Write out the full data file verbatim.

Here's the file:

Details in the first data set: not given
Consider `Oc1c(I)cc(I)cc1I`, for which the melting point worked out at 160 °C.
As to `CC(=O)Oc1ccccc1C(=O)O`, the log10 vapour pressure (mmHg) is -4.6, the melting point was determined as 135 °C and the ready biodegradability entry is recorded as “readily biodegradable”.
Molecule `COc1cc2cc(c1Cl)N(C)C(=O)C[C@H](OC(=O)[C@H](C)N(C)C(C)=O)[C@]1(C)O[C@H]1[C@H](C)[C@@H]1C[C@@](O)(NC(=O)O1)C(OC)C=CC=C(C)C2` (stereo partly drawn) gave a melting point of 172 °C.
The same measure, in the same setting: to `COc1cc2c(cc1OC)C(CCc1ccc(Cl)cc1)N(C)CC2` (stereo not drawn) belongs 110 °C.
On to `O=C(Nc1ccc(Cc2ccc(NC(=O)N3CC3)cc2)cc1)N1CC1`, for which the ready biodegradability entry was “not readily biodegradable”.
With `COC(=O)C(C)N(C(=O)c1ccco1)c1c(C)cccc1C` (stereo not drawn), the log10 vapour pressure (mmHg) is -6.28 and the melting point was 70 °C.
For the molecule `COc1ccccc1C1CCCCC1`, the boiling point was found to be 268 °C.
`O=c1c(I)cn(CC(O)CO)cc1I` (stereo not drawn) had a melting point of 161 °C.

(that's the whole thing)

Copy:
Details in the first data set: not given
Consider `Oc1c(I)cc(I)cc1I`, for which the melting point worked out at 160 °C.
As to `CC(=O)Oc1ccccc1C(=O)O`, the log10 vapour pressure (mmHg) is -4.6, the melting point was determined as 135 °C and the ready biodegradability entry is recorded as “readily biodegradable”.
Molecule `COc1cc2cc(c1Cl)N(C)C(=O)C[C@H](OC(=O)[C@H](C)N(C)C(C)=O)[C@]1(C)O[C@H]1[C@H](C)[C@@H]1C[C@@](O)(NC(=O)O1)C(OC)C=CC=C(C)C2` (stereo partly drawn) gave a melting point of 172 °C.
The same measure, in the same setting: to `COc1cc2c(cc1OC)C(CCc1ccc(Cl)cc1)N(C)CC2` (stereo not drawn) belongs 110 °C.
On to `O=C(Nc1ccc(Cc2ccc(NC(=O)N3CC3)cc2)cc1)N1CC1`, for which the ready biodegradability entry was “not readily biodegradable”.
With `COC(=O)C(C)N(C(=O)c1ccco1)c1c(C)cccc1C` (stereo not drawn), the log10 vapour pressure (mmHg) is -6.28 and the melting point was 70 °C.
For the molecule `COc1ccccc1C1CCCCC1`, the boiling point was found to be 268 °C.
`O=c1c(I)cn(CC(O)CO)cc1I` (stereo not drawn) had a melting point of 161 °C.